Analyses of soil from central Missouri have pinpointed just when North America’s most recent spate of ice ages began: 2.4 million years ago.
When the high-energy, extraterrestrial particles known as cosmic rays strike crystals of quartz, they often produce radioactive atoms of beryllium and aluminum. Therefore, the presence of beryllium-10 and aluminum-26 is a sign that the quartz has spent time near Earth’s surface, says Charles W. Rovey II, a geologist at Southwest Missouri State University in Springfield. If that material is later covered with deep layers of sediment that protect it from new cosmic ray bombardments, the slow decay of those radioactive isotopes serves as a ticking clock that can reveal when the material was buried.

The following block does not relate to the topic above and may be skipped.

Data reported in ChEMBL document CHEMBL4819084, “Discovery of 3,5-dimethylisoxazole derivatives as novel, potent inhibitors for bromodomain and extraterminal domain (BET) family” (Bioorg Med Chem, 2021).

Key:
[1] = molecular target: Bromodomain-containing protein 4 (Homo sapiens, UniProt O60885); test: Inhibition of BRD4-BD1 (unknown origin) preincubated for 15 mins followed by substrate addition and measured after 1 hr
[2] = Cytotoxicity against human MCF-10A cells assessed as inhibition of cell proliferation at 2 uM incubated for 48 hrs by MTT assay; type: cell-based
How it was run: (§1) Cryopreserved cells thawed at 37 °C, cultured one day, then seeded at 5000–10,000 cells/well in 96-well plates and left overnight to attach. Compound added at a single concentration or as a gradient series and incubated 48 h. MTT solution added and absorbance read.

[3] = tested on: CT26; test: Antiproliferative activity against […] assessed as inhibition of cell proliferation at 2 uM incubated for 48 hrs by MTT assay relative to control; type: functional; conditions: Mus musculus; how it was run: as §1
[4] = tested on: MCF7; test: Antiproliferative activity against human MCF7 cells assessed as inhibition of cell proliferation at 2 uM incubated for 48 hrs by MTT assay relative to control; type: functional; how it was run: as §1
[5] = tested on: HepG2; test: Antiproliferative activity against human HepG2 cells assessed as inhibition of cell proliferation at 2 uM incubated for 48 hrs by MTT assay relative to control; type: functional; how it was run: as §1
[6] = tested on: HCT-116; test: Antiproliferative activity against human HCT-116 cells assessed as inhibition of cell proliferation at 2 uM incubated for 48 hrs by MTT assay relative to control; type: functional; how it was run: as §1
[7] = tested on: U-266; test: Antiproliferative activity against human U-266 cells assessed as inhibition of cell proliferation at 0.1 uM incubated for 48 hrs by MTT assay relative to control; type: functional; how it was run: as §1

Rovey and his colleagues analyzed a sample of soil from deep in a clay pit near Danville, about 110 kilometers west of St. Louis. The ratio of beryllium-10 and aluminum-26 in that sample indicates that the 7.5-meter-thick layer of glacial debris atop the soil layer was deposited about 2.4 million years ago. This is the most direct evidence yet for the start of the ice age. Previously, scientists only had inferred, from isotopes in marine sediments, that large-scale glaciation in North America occurred at that time. The researchers report their findings in the Jan. 14 Science.